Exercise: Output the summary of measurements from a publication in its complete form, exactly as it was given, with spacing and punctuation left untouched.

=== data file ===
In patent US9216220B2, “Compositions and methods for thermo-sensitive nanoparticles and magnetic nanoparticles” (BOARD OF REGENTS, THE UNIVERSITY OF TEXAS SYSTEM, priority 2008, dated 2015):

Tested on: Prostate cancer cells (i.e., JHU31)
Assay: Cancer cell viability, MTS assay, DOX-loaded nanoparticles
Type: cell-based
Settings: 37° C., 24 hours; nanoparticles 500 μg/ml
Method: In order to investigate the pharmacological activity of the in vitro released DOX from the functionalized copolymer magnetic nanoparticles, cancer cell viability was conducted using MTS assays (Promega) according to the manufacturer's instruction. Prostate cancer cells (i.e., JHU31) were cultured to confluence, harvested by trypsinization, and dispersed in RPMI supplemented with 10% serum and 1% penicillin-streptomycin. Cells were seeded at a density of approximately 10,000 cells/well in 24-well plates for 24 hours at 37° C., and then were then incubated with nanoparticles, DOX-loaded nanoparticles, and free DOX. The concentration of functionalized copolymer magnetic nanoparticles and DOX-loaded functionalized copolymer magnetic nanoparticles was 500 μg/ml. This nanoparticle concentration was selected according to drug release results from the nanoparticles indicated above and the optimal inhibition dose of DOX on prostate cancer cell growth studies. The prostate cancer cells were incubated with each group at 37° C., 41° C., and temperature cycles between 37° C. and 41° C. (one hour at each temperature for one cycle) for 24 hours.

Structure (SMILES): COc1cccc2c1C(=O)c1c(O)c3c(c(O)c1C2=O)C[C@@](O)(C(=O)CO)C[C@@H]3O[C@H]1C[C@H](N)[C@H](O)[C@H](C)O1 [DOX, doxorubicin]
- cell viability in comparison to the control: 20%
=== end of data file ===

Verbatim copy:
In patent US9216220B2, “Compositions and methods for thermo-sensitive nanoparticles and magnetic nanoparticles” (BOARD OF REGENTS, THE UNIVERSITY OF TEXAS SYSTEM, priority 2008, dated 2015):

Tested on: Prostate cancer cells (i.e., JHU31)
Assay: Cancer cell viability, MTS assay, DOX-loaded nanoparticles
Type: cell-based
Settings: 37° C., 24 hours; nanoparticles 500 μg/ml
Method: In order to investigate the pharmacological activity of the in vitro released DOX from the functionalized copolymer magnetic nanoparticles, cancer cell viability was conducted using MTS assays (Promega) according to the manufacturer's instruction. Prostate cancer cells (i.e., JHU31) were cultured to confluence, harvested by trypsinization, and dispersed in RPMI supplemented with 10% serum and 1% penicillin-streptomycin. Cells were seeded at a density of approximately 10,000 cells/well in 24-well plates for 24 hours at 37° C., and then were then incubated with nanoparticles, DOX-loaded nanoparticles, and free DOX. The concentration of functionalized copolymer magnetic nanoparticles and DOX-loaded functionalized copolymer magnetic nanoparticles was 500 μg/ml. This nanoparticle concentration was selected according to drug release results from the nanoparticles indicated above and the optimal inhibition dose of DOX on prostate cancer cell growth studies. The prostate cancer cells were incubated with each group at 37° C., 41° C., and temperature cycles between 37° C. and 41° C. (one hour at each temperature for one cycle) for 24 hours.

Structure (SMILES): COc1cccc2c1C(=O)c1c(O)c3c(c(O)c1C2=O)C[C@@](O)(C(=O)CO)C[C@@H]3O[C@H]1C[C@H](N)[C@H](O)[C@H](C)O1 [DOX, doxorubicin]
- cell viability in comparison to the control: 20%